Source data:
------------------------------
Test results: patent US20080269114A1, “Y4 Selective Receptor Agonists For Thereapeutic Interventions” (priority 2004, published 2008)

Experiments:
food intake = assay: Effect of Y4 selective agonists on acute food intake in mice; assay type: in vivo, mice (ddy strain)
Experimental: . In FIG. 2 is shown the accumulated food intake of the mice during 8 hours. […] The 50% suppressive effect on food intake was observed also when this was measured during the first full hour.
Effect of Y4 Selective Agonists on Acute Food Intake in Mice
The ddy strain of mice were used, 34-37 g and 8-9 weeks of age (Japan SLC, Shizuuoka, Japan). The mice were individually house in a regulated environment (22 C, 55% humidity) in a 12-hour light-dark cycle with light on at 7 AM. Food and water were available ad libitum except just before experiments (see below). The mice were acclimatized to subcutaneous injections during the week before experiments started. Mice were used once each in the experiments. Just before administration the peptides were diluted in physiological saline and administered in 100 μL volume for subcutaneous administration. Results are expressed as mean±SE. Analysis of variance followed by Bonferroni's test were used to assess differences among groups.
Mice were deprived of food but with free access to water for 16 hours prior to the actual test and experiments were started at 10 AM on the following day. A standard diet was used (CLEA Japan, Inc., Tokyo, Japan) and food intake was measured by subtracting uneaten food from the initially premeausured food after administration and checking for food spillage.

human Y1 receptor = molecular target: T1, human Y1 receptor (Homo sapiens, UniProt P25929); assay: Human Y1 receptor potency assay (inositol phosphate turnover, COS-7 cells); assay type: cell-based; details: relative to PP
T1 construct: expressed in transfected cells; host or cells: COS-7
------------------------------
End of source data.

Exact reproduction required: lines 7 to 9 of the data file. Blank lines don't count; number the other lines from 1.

Mice were deprived of food but with free access to water for 16 hours prior to the actual test and experiments were started at 10 AM on the following day. A standard diet was used (CLEA Japan, Inc., Tokyo, Japan) and food intake was measured by subtracting uneaten food from the initially premeausured food after administration and checking for food spillage.

human Y1 receptor = molecular target: T1, human Y1 receptor (Homo sapiens, UniProt P25929); assay: Human Y1 receptor potency assay (inositol phosphate turnover, COS-7 cells); assay type: cell-based; details: relative to PP
T1 construct: expressed in transfected cells; host or cells: COS-7